Check tyre pressures before each ride. Check tyres for damage and wear after each ride (replace if necessary), being miles from home with an unrepairable flat doesn’t make for an enjoyable ride for you or other riders. Check brake blocks regularly, remove any grit as it will damage your rims and replace pads when worn. Get even slightly buckled wheels looked at by a bike mechanic or they will quickly deteriorate. Saddles are designed to be horizontal, poorly adjusted saddles are bad news on a long ride. Please do not use tri-bars on club rides. Ideally, for wet rides, bikes should be fitted with mudguards to prevent spraying other riders with dirty, gritty water.
What you should bring with you:
Spare cash and a bank card with you for emergencies / A spare tube (two preferably), tyre levers, puncture repair kit, pump (a mini pump is fine) and suitable size allen keys.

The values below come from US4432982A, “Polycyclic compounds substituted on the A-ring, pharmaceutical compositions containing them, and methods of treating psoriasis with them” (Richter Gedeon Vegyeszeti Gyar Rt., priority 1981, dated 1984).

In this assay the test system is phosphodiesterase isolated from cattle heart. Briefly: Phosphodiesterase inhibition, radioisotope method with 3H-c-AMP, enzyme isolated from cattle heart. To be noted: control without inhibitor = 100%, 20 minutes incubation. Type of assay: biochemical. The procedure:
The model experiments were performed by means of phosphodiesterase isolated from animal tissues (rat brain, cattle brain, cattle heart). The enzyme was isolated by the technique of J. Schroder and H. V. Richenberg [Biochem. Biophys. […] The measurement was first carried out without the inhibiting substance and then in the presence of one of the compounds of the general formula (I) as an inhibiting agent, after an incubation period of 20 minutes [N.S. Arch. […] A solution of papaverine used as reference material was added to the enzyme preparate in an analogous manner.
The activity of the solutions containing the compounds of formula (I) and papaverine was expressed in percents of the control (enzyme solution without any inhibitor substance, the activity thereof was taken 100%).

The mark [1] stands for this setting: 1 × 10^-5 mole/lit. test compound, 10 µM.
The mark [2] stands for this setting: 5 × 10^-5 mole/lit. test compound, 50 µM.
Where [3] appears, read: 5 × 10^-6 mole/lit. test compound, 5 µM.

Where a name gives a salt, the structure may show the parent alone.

Fluids for hydration / A snack or two / A compact rain jacket
Helmets are mandatory and clothing specific to road cycling will be the most comfortable. For winter riding you will need a good wind and water-proof jacket. In cold weather, you may want to use long cycling tights, 3/4 length tights, or leg warmers (whichever you prefer to keep your knees warm). It is advised to always wear something on your hands, be they winter gloves or mitts. This will protect your hands from gravel if you come off your bike.
Turbo Sessions – What to bring with you:
Cycling kit: Shorts and vest/t-shirt are usually a good plan as it will get hot. Don’t forget the shoes you ride in. An old towel that will soak up any sweat and stop your bike from corroding. Please be prepared to use the towel at the end of the session to wipe the floor beneath and around your bike. Nutrition/hydration: Please take responsibility for your own energy and hydration levels. You are likely to sweat a lot, so bring a drink along as you would do on a ride.